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Let's go ahead and take a look at how we can work on the area around the eyes. In particular like with this image we have some shadows underneath the eyes. Now these shadows are the result of an overcast day, a big light source above, and that shadow just gets trapped right underneath the eyes. So let's zoom in a little bit on this image and what I want to do is just start to take a look at how we can remove or reduce these. Now, this is going to take a few steps in order to do this, and one of the intermediary steps, it's not going to look very good, but it will look good at the end, so stick with me here on this one.
Well, let's create a new layer. Let's do so by pressing Shift+ Command+N on a Mac, Shift+Ctrl+N on a PC. I'm going to go ahead and name this layer shadows1. I'll click OK. Next step, we're going to go ahead and select the Healing Brush. With the Healing Brush selected, we'll zoom in perhaps even further. We're going to make the brush nice and small and now we're going to go ahead and sample an area right next to this shadow. So, hold down the Option key on a Mac, Alt key on a PC, and sample that area and then painting in over.
And we're going to have to go back-and- forth as we look to try to clean this up. Now again right now I don't think this looks very good. It's not very attractive. It looks kind of unnatural, but we're going to improve that. All right! Let's work on the other eye as well, and again just going through and again just going through and sampling this and then painting this out. The next thing that I want to do is select the Clone Stamp tool, blend mode Lighten, lower Opacity somewhere around 20% or so. Here's once again Option+Click and then just paint over this area.
What this is going to do is basically brighten up a little bit of this darkness that we have here, and it's going to create a little bit more of a smooth transition, because the Healing Brush while it's great, it's kind of infamous for creating a little bit of a bleeding kind of effect where it will blur darker tones into lighter tones. Okay, well, let's zoom out and see how these eyes are so far. All right. They are okay. Let's go back to the Healing Brush. A couple of other little areas I need to clean up here that don't look very good. The wrinkles over here. I'm just looking to try to have a nice uniform look of the skin.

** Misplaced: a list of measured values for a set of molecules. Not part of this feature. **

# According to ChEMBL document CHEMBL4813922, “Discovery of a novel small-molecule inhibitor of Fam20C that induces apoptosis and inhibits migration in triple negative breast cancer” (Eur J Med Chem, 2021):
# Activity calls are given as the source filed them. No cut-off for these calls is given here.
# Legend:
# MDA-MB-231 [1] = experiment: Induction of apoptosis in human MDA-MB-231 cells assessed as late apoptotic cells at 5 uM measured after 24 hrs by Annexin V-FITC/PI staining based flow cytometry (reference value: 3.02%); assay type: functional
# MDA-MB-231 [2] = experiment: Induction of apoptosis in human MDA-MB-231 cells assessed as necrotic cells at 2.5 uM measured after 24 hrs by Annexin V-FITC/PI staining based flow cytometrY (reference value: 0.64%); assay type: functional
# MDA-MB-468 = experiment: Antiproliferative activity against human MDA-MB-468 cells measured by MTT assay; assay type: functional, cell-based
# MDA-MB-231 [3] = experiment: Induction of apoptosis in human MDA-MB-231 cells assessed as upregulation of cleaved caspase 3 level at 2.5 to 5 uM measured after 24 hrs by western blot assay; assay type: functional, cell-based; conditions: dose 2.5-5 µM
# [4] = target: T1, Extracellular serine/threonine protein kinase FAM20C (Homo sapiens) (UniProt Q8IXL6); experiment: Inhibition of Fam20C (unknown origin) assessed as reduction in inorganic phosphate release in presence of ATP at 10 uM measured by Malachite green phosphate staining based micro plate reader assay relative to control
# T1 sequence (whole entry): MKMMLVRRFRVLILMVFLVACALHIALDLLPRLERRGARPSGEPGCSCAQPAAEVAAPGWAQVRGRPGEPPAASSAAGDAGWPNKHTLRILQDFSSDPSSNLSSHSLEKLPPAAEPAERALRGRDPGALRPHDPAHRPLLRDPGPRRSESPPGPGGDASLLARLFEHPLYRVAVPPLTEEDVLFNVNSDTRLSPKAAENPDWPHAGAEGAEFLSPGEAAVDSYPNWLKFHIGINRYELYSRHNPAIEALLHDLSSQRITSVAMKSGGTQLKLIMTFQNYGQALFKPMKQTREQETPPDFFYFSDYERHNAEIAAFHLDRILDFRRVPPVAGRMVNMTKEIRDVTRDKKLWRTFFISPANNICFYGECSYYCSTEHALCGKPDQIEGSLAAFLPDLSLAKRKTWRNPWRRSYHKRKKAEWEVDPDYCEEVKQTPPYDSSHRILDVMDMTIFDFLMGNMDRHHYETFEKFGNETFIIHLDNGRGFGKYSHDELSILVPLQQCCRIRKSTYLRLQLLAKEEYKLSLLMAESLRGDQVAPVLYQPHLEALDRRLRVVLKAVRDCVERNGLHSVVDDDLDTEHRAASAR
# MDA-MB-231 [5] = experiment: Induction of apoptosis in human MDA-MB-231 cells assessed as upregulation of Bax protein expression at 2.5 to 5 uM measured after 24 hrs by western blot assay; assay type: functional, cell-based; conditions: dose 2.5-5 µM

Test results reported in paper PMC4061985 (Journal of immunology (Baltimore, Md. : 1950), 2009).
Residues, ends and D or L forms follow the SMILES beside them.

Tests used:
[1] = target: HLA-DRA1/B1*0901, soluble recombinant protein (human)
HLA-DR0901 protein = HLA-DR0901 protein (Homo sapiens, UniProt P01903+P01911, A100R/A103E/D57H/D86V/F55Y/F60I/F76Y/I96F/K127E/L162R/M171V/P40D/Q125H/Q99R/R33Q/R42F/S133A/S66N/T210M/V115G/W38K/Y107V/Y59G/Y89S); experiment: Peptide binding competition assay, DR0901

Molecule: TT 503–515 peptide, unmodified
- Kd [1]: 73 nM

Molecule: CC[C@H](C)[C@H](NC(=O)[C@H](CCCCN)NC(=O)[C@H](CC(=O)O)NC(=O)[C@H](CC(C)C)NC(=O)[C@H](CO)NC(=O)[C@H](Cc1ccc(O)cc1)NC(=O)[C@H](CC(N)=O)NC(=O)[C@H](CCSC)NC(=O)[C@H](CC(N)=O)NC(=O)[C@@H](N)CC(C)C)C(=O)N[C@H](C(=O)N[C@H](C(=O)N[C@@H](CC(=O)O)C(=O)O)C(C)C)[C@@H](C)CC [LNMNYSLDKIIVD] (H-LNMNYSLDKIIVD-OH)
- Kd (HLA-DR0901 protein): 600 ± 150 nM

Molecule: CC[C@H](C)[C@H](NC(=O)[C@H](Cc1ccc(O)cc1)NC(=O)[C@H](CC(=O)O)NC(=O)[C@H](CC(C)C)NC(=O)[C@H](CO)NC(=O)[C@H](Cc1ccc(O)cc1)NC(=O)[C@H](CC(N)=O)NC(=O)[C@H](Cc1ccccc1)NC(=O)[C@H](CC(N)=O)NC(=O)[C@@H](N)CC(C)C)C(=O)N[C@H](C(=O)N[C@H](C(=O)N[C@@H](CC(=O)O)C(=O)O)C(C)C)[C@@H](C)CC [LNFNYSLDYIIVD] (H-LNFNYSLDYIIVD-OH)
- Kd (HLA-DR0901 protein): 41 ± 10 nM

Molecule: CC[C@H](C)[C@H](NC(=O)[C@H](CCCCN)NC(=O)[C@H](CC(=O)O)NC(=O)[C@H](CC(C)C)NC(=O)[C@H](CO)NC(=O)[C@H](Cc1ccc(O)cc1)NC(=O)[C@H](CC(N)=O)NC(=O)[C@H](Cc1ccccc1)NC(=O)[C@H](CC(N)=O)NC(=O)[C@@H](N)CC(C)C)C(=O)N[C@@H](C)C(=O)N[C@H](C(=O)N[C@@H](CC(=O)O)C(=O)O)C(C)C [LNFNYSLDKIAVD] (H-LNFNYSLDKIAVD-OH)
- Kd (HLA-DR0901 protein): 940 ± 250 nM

So, I'm working on the different brightness values here that I'm noticing, also any little wrinkles and whatnot. Well, once I've done that I realize okay this looks very surreal, very unnatural, and not very compelling. No big deal. All that we need to do now is simply lower the Opacity and as we lower the Opacity we can find the sweet spot for this so that we can simply reduce those shadows rather than remove them altogether. Because if we remove them altogether what might happen is we're going to lose a little bit of the shape or the character of the face.
So, in this case again we can dial this in and just find a nice little sweet spot here, just reducing those shadows. Again, we still need that eye shape. We just don't want that shadow to be so strong and prominent. Now the other thing that you can do is that if you ever notice if this area gets too white or if it gets too red, or there is some kind of color shift, you can do something which is really interesting. You can click on the Adjustment layer icon and choose Curves. And then once you've selected this Curves adjustment layer what you want to do is click on this icon here to create what's called a layer clipping mask.
In other words, when I make an adjustment here we can see that it's only affecting that underlying layer. You can see that's affecting that as I brighten this or as I darken it. Now, in this case we can see that it looks again really unnatural, really horrible, not very interesting. Well stick with me for a second. What we're going to do then is remove this little curve spot there. And I'm just going to click in the middle and darken this up just a touch, because what I found was that it was a little bit too bright. It's kind of too milky underneath those eyes, so now here with my before and then after. That looks a little bit more natural.
We could of course also mask in this darkness into a few areas. And it's kind of funny to think of adding darkness when we are trying to brighten. But again what we want to do is have something look natural. The other thing that we can do here is we can go into these different channels, and we could add a little bit of Hue here, perhaps a little bit of Red just to have it match the skin a little bit more evenly. And as we do this we're really getting to some advanced Photoshop stuff. And if you can come up with ways to do things like this, you can make your images look phenomenal.
Let's take a look at the before and after. Here we go. Here's our before and then our after. Keep in mind that when working around the eyes we need to be so careful because that's what we're drawn to in photographs. Therefore, we don't want to take away from the eyes. We want the eyes to be what people focus on, the expression, the faces. We want our Photoshop work to look seamless. We want to hide all of our tracks. In this case, I think we've done a pretty good job. I'm just going to zoom out so we can see this image a little bit more clearly.
Once again, our before and after. Now, of course to finish this off what we need to do is apply that same technique over to these wrinkles or these shadows underneath this side of the image as well. So, if you're looking for a good way to practice these skills, here's what I recommend. Practice what you just learned on the bride over here and see if you can get those shadows to look as good as the shadows we just finished.
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